Just steps out of the shadows and starts throwing shit at him with his mind. In the most casual way ever. Just like he was ordering tea or refilling a pharmacy order.

He’s fucking toying with him. Watch the scene again and tell me I’m wrong. Vader lowers his guard for about a minute just to prove to the scamp nipping at his heels that, yes, your Old Man is a marauding badass of biblical proportions, watch as I will a mosh pit into existence from these wall components.

Luke, with all the grace of an albino in a woolen helmet clapping for meat, swings his laser sword around like a drunk kid at a pinata party. It’s kind of sad, by which I mean hilarious.

During this scene, I also like to remember that Vader’s never been a parent before. He doesn’t know how to just say to young Skywalker, “Hey, son, it’s time we had a chat.” This is how Vader and his offspring have conversations. What’s really going on during this fight is that the Dad Lord is just trying to have a heart-to-hear with his boy. Kind of a parent-teacher conference. George Lucas hated his father, and this is probably how his talks with the old guy went:

GEORGE: “Hey Dad, I’m making a movie about all the wonderful creatures and planets, the energy that surrounds them, I thought maybe—“
OLD MAN LUCAS: (Sitting in barcalounger) “Hmph!” (Furrows his brow, plaques from the Lions’ Club and the Exalted Order of California Rotarians begin flying off the paneled living room wall and battering his college-aged, flannel-wearing  son. )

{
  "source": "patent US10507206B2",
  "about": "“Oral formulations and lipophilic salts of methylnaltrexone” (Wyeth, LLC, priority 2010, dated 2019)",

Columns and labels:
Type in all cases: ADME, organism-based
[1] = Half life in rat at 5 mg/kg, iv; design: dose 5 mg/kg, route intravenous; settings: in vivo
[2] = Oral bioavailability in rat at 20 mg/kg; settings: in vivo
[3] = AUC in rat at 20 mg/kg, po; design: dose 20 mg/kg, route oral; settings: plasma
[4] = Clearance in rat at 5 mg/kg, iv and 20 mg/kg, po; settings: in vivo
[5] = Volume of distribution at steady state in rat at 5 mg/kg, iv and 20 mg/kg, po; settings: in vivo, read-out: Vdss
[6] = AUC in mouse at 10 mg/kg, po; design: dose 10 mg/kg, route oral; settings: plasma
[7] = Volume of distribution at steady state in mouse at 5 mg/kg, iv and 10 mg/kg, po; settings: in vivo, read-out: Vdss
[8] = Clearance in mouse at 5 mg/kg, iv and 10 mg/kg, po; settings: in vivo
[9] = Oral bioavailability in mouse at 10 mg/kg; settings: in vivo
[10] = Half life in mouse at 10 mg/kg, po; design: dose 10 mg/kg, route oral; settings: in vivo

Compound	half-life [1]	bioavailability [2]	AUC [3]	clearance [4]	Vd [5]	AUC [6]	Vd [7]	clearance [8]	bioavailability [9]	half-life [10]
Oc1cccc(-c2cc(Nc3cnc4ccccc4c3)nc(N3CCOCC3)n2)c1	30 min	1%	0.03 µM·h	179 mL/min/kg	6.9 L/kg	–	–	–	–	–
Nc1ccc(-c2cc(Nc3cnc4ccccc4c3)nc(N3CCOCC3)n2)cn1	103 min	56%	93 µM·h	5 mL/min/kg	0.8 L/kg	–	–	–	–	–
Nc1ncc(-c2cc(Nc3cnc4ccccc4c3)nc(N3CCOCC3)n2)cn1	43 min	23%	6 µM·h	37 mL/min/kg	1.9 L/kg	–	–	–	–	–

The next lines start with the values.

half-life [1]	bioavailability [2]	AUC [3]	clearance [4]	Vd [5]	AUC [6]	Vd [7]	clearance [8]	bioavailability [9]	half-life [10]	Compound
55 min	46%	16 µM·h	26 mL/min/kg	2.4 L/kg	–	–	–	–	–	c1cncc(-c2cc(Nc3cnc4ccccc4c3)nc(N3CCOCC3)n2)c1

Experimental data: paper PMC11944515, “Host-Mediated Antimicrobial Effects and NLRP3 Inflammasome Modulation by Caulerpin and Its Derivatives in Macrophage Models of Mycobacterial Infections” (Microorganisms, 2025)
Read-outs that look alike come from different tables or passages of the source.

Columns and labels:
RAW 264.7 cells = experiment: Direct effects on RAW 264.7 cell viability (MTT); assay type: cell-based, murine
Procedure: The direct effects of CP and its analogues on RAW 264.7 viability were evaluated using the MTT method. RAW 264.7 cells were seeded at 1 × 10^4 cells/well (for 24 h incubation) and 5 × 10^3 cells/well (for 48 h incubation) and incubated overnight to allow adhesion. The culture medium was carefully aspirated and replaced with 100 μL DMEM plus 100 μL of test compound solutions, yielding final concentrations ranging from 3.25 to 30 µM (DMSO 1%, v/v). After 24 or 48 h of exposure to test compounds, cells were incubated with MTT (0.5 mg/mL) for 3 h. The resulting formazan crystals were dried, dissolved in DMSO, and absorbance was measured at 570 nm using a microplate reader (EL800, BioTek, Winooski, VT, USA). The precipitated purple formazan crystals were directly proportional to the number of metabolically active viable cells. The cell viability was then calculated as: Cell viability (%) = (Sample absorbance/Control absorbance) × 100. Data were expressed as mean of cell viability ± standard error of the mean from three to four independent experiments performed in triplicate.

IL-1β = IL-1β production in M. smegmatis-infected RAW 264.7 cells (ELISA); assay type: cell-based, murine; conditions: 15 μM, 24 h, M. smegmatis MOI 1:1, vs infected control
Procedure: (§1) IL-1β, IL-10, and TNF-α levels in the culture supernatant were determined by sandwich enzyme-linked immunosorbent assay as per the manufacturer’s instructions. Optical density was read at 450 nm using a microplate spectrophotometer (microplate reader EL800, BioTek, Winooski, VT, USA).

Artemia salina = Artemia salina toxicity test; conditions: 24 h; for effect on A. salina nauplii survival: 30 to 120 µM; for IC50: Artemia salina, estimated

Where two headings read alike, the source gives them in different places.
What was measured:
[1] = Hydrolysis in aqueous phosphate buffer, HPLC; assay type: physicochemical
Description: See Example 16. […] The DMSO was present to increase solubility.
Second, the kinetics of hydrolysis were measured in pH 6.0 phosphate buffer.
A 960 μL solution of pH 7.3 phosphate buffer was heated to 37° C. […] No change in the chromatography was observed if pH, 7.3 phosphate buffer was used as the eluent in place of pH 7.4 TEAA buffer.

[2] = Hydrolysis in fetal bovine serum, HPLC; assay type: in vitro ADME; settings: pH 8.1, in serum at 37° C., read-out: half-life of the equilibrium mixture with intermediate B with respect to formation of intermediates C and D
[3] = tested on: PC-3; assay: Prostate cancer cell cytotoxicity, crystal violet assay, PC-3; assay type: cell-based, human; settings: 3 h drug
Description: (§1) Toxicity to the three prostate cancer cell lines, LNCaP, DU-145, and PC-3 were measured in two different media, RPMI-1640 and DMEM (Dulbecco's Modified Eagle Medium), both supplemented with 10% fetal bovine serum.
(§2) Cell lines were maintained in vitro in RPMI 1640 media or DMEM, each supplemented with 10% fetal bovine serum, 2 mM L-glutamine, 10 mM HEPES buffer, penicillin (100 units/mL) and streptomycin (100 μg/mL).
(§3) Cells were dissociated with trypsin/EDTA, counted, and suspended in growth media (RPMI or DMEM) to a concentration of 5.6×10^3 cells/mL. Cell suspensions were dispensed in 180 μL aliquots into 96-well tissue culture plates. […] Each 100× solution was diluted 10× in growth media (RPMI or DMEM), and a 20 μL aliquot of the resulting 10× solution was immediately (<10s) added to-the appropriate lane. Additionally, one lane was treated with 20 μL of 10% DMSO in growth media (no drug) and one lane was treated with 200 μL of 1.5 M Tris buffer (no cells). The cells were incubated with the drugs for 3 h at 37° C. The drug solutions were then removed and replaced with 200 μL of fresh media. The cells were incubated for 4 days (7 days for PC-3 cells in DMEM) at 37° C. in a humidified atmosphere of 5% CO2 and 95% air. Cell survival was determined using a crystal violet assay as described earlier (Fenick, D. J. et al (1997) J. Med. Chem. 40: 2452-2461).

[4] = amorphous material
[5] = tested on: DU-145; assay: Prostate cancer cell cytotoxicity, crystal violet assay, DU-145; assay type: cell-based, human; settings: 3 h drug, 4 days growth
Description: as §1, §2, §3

The fight in Empire is a real moment of awesome. It's the first time you've seen Vader fight someone who's not an old man -- we've been given ample proof of what a badass Luke is for the previous two films -- and the Man in Black checks his watch, says "Most impressive ... oh, guess it's time to finish this," and just starts lobbing furniture at him. Not only does it show how powerful Anakin is (and that he has a dark sense of humor), it shows how completely outmatched Luke was (and even in the last movie, is) to his father.  It’s a father and son, playing catch. It’s sweet and scary at the same time.

So there you go. Your mileage may vary.


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They take it already upon their salvation, that though I be but Prince of Wales, yet I am the king of courtesy; and tell me flatly I am no proud Jack, like Falstaff, but a corinthian, a lad of mettle, a good boy,--by the Lord, so they call me;--and, when I am King of England, I shall command all the good lads in Eastcheap.